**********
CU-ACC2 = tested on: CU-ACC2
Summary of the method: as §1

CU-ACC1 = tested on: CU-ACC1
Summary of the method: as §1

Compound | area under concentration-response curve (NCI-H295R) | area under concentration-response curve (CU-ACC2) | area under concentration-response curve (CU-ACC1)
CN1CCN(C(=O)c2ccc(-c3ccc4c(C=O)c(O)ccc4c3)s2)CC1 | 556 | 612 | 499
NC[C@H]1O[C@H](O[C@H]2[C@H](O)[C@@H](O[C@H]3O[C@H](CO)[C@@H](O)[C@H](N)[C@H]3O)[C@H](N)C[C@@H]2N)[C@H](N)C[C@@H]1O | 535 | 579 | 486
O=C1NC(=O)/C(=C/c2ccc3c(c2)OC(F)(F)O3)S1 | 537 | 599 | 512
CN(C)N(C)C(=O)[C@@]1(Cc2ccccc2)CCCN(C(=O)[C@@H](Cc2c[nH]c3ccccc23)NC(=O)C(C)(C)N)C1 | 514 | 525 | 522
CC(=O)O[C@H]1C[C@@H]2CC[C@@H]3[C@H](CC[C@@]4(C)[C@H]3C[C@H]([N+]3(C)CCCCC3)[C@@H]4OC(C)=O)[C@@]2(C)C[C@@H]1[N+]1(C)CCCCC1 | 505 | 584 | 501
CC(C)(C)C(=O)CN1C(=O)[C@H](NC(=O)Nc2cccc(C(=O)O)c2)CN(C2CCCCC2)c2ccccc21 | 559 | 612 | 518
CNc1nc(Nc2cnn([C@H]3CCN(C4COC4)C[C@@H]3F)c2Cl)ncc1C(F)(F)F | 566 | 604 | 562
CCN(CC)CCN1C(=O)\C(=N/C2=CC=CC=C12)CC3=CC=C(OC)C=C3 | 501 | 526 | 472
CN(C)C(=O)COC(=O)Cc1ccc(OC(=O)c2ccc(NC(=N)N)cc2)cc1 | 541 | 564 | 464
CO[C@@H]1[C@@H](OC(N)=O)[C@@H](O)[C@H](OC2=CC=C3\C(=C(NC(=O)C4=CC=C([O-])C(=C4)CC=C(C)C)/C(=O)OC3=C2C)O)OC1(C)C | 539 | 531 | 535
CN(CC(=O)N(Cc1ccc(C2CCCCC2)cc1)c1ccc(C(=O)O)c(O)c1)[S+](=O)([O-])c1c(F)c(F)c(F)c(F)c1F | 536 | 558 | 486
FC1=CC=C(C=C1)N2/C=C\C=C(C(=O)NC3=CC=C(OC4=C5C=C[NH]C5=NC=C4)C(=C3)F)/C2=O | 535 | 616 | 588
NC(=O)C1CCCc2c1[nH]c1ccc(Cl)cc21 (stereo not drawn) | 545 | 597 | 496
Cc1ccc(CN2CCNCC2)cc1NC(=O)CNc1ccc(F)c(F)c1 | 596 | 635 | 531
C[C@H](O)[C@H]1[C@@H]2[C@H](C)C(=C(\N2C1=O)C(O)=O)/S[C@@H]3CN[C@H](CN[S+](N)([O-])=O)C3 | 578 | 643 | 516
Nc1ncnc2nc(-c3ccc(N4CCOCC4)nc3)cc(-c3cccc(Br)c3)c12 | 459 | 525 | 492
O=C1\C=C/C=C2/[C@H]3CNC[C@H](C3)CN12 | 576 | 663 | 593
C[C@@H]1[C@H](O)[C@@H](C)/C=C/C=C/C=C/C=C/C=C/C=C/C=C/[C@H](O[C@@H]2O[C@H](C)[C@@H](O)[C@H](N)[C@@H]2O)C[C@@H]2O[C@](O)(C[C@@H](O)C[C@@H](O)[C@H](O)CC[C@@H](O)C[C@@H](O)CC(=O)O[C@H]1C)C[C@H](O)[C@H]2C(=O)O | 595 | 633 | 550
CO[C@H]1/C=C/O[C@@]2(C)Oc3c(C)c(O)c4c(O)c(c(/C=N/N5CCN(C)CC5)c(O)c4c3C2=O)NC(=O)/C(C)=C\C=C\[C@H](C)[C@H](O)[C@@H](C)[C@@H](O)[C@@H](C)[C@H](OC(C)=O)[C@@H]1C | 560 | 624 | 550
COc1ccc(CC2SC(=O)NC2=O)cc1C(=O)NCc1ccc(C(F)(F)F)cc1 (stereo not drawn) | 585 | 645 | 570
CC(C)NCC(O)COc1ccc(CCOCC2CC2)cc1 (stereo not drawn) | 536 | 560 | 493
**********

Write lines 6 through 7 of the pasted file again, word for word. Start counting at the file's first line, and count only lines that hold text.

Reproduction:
CN1CCN(C(=O)c2ccc(-c3ccc4c(C=O)c(O)ccc4c3)s2)CC1 | 556 | 612 | 499
NC[C@H]1O[C@H](O[C@H]2[C@H](O)[C@@H](O[C@H]3O[C@H](CO)[C@@H](O)[C@H](N)[C@H]3O)[C@H](N)C[C@@H]2N)[C@H](N)C[C@@H]1O | 535 | 579 | 486